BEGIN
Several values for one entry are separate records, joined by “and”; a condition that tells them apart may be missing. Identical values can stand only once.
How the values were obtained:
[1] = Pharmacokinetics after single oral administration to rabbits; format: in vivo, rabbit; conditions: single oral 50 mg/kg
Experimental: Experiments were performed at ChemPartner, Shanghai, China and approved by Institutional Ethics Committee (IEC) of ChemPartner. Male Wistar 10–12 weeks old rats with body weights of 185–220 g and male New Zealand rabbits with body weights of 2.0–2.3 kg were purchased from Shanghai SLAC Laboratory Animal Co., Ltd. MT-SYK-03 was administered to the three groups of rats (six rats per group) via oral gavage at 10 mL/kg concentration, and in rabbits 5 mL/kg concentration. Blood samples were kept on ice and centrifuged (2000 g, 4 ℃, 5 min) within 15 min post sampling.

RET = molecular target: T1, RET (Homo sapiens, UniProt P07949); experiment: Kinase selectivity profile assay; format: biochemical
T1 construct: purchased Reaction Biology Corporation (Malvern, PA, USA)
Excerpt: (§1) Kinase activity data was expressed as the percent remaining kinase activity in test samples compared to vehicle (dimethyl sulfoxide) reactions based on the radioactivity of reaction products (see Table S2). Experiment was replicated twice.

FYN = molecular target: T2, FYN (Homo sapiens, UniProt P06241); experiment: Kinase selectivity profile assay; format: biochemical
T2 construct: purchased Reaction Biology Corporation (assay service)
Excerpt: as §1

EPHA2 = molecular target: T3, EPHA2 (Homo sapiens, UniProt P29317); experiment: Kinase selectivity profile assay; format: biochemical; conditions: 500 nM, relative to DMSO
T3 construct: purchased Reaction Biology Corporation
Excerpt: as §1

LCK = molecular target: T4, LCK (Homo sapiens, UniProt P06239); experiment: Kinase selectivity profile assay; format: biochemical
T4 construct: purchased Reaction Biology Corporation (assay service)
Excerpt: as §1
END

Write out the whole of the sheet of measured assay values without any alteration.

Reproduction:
Several values for one entry are separate records, joined by “and”; a condition that tells them apart may be missing. Identical values can stand only once.
How the values were obtained:
[1] = Pharmacokinetics after single oral administration to rabbits; format: in vivo, rabbit; conditions: single oral 50 mg/kg
Experimental: Experiments were performed at ChemPartner, Shanghai, China and approved by Institutional Ethics Committee (IEC) of ChemPartner. Male Wistar 10–12 weeks old rats with body weights of 185–220 g and male New Zealand rabbits with body weights of 2.0–2.3 kg were purchased from Shanghai SLAC Laboratory Animal Co., Ltd. MT-SYK-03 was administered to the three groups of rats (six rats per group) via oral gavage at 10 mL/kg concentration, and in rabbits 5 mL/kg concentration. Blood samples were kept on ice and centrifuged (2000 g, 4 ℃, 5 min) within 15 min post sampling.

RET = molecular target: T1, RET (Homo sapiens, UniProt P07949); experiment: Kinase selectivity profile assay; format: biochemical
T1 construct: purchased Reaction Biology Corporation (Malvern, PA, USA)
Excerpt: (§1) Kinase activity data was expressed as the percent remaining kinase activity in test samples compared to vehicle (dimethyl sulfoxide) reactions based on the radioactivity of reaction products (see Table S2). Experiment was replicated twice.

FYN = molecular target: T2, FYN (Homo sapiens, UniProt P06241); experiment: Kinase selectivity profile assay; format: biochemical
T2 construct: purchased Reaction Biology Corporation (assay service)
Excerpt: as §1

EPHA2 = molecular target: T3, EPHA2 (Homo sapiens, UniProt P29317); experiment: Kinase selectivity profile assay; format: biochemical; conditions: 500 nM, relative to DMSO
T3 construct: purchased Reaction Biology Corporation
Excerpt: as §1

LCK = molecular target: T4, LCK (Homo sapiens, UniProt P06239); experiment: Kinase selectivity profile assay; format: biochemical
T4 construct: purchased Reaction Biology Corporation (assay service)
Excerpt: as §1